off-alignment alternatives are valid.
To repeat for
emphasis: no segment of WIS 164/County J will be expanded to four
lanes until or if traffic volumes exceed 13,000 Average
Daily traffic (ADT).
WisDOT and local governments improve several of the
north-south corridors into better 2-lane roads?
Wouldnt this redistribute traffic throughout the
network and preclude the need for any 4-lane roads in the
A continuous, tightly-spaced grid of parallel 2-lane
roads would provide significant additional carrying
capacity, but such roads dont exist.
This type of network works
where traffic generators (residential, commercial, industrial and recreational) are uniformly dispersed
throughout the region, like street systems in densely
populated and developed urban areas. This is not the case
in north central Waukesha County and south central
The study team has
determined that about 10 percent of the WIS 164/County J traffic is
"through" in nature; in other words, traffic
that traverses most or all of the corridor from a
starting point to its destination. Providing another 2- or
4-lane route would offer some opportunity for
through-traffic diversion. But, for the 90 percent of traffic
using WIS 164/County J for "local" trips, improving County
V, County Y, Hillside Road or WIS 83 would offer little
benefit or opportunity to avoid WIS 164/County J.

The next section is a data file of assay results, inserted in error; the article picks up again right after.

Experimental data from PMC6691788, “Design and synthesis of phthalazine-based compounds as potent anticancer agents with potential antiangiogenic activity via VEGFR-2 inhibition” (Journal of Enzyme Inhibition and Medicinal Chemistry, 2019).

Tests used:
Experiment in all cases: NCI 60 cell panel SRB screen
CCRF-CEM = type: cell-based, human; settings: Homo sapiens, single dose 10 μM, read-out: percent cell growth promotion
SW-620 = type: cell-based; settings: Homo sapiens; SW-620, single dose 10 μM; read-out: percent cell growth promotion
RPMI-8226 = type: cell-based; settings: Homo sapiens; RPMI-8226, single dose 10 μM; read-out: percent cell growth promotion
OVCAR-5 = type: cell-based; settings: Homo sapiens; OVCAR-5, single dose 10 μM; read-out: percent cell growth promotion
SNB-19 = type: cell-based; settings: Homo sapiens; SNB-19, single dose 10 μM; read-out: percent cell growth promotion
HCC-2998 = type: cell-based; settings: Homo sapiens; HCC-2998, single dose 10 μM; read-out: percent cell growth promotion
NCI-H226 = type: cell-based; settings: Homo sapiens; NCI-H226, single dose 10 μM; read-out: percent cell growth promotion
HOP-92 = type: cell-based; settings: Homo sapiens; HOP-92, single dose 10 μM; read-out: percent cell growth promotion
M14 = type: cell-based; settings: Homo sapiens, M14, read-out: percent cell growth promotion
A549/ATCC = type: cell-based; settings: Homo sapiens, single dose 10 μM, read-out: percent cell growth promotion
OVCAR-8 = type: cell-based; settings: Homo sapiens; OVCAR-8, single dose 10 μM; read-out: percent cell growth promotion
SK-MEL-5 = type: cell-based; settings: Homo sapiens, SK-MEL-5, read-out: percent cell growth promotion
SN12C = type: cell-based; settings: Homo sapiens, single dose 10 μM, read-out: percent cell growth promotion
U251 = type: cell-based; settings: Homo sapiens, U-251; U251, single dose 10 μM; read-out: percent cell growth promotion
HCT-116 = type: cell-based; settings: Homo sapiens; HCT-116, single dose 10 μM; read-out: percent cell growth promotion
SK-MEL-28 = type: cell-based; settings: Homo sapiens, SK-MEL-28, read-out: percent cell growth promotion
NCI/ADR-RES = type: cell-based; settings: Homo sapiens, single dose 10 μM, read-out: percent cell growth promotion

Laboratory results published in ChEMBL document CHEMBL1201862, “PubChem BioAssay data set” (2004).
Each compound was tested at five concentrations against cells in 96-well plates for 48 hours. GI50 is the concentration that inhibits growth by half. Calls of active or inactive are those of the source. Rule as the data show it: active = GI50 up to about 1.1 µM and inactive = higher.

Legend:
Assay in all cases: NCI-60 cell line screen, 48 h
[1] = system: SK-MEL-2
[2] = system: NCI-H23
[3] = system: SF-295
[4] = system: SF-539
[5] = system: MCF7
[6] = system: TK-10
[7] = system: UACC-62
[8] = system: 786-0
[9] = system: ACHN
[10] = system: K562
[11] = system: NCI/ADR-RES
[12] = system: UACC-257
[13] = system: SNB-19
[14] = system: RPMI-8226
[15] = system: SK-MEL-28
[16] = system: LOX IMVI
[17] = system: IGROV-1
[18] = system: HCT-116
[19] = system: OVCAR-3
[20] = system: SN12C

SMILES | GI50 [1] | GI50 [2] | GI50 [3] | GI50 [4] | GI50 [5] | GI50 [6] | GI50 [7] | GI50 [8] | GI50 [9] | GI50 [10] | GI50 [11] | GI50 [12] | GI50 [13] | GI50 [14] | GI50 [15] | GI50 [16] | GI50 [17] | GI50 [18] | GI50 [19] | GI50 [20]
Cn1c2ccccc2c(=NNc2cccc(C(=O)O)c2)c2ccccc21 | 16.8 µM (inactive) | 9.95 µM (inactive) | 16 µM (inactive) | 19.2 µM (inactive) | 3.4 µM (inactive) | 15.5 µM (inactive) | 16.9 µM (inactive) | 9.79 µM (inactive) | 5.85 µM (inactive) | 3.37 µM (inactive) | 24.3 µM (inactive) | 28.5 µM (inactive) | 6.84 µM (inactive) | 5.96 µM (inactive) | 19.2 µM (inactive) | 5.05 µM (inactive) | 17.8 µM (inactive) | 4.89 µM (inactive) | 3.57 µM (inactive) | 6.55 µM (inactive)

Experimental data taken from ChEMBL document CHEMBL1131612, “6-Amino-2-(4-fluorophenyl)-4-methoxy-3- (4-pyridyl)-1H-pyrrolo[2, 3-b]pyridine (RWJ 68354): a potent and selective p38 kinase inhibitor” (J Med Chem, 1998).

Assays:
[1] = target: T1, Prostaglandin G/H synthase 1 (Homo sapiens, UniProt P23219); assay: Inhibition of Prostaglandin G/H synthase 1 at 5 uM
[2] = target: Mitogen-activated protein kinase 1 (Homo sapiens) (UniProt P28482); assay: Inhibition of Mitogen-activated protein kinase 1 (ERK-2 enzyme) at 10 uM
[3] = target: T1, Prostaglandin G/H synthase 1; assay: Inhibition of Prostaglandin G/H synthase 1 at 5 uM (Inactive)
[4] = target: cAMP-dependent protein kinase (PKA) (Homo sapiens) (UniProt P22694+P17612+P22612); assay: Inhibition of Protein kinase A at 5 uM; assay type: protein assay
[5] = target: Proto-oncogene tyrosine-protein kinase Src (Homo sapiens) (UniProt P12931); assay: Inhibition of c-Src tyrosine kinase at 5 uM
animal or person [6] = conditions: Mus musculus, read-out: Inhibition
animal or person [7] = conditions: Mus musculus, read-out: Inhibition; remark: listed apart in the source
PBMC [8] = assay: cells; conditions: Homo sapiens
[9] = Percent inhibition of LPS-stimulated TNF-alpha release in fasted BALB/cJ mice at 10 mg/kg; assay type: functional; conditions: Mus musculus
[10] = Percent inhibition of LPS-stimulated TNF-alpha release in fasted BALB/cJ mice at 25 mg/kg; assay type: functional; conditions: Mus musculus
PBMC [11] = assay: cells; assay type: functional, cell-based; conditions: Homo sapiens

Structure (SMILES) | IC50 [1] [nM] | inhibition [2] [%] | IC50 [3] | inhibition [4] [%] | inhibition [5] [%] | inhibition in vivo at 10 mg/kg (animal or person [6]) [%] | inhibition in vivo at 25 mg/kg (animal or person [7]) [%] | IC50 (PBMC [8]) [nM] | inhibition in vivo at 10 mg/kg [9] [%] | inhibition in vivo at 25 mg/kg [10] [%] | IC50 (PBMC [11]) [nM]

Cars entering and exiting
from abutting subdivisions, condominium complexes or
other homes must use WIS 164/County J to go to work (or to shop or eat). Businesses in the many business parks along the
route would not divert to WIS 83 (for example) as an
"If you build
it they will come." Why wouldnt constraining WIS 164/County J
to two lanes, with safety improvements at needed
locations and additional traffic signals, divert enough
traffic to remove the long-term need to expand the
The local traffic is already there, generated over the
years by rapid development. WIS 164/County J traffic has grown
between 5.7 and 7.4 percent per year between 1982/83 and
1997/98. SEWRPC has found that travel has increased in
Southeastern Wisconsin at about 2 percent per year. As long as
development increases the number of origins (homes)
and/or destinations (businesses, restaurants, gas
stations, etc.) in the area, WIS 164/County J will be an attractive
suggests that lowering the speed limit will divert
between 5 and 20 percent of the traffic that would use a
55 mph WIS 164/County J. This diversion would postpone, but not
eliminate, long-term need for expansion.
If the speed limit
can be reduced to 45 mph during US 45 construction, why
not leave it posted this way long-term?
The decision to post WIS 164/County J at a uniform 45 mph speed
limit during US 45 construction in 2000 was made solely
to discourage US 45 traffic from using WIS 164/County J as a
construction detour. This temporary change does NOT
reflect substandard or unsafe conditions along the route.
Will side streets
and driveways will be closed when the highway is improved?
WisDOT will consolidate access wherever possible, while
retaining all fronting parcels access to a public
street. Consolidating access may include the removal of
multiple driveways into single parcels, and/or minor
relocation of driveways or side streets, but WisDOT may
not land lock parcels.
How will people get
to their homes or to businesses if a median separates the
northbound and southbound lanes?
A major part of any access management effort along highly
used arterials is to provide reasonable
left-turning (median break) access, via regular spacing
of these breaks. Wherever an existing driveway will be
retained, but no median break will be provided, some
indirection of travel and "u-turning" at the
next available median break will be required.